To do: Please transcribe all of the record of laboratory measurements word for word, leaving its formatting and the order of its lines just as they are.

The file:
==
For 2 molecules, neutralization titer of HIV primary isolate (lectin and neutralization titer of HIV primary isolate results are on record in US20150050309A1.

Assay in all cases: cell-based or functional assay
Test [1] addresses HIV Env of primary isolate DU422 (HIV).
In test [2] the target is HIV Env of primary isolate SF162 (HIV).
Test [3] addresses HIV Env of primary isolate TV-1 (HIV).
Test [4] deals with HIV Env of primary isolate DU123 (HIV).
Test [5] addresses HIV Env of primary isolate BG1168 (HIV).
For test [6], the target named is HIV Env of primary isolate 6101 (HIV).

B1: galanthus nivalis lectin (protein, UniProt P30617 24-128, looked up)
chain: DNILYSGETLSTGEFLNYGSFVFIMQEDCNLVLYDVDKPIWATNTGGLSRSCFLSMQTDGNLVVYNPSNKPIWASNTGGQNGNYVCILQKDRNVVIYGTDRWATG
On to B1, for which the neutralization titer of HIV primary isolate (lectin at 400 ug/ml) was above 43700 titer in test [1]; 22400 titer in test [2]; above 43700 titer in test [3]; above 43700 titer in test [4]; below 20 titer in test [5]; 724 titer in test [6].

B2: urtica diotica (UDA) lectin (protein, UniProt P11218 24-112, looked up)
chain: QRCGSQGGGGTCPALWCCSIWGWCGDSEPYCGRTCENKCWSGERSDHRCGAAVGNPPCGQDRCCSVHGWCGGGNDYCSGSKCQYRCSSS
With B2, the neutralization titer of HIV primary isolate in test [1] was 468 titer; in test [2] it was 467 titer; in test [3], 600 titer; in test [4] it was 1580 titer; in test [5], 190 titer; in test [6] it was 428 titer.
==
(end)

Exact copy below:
For 2 molecules, neutralization titer of HIV primary isolate (lectin and neutralization titer of HIV primary isolate results are on record in US20150050309A1.

Assay in all cases: cell-based or functional assay
Test [1] addresses HIV Env of primary isolate DU422 (HIV).
In test [2] the target is HIV Env of primary isolate SF162 (HIV).
Test [3] addresses HIV Env of primary isolate TV-1 (HIV).
Test [4] deals with HIV Env of primary isolate DU123 (HIV).
Test [5] addresses HIV Env of primary isolate BG1168 (HIV).
For test [6], the target named is HIV Env of primary isolate 6101 (HIV).

B1: galanthus nivalis lectin (protein, UniProt P30617 24-128, looked up)
chain: DNILYSGETLSTGEFLNYGSFVFIMQEDCNLVLYDVDKPIWATNTGGLSRSCFLSMQTDGNLVVYNPSNKPIWASNTGGQNGNYVCILQKDRNVVIYGTDRWATG
On to B1, for which the neutralization titer of HIV primary isolate (lectin at 400 ug/ml) was above 43700 titer in test [1]; 22400 titer in test [2]; above 43700 titer in test [3]; above 43700 titer in test [4]; below 20 titer in test [5]; 724 titer in test [6].

B2: urtica diotica (UDA) lectin (protein, UniProt P11218 24-112, looked up)
chain: QRCGSQGGGGTCPALWCCSIWGWCGDSEPYCGRTCENKCWSGERSDHRCGAAVGNPPCGQDRCCSVHGWCGGGNDYCSGSKCQYRCSSS
With B2, the neutralization titer of HIV primary isolate in test [1] was 468 titer; in test [2] it was 467 titer; in test [3], 600 titer; in test [4] it was 1580 titer; in test [5], 190 titer; in test [6] it was 428 titer.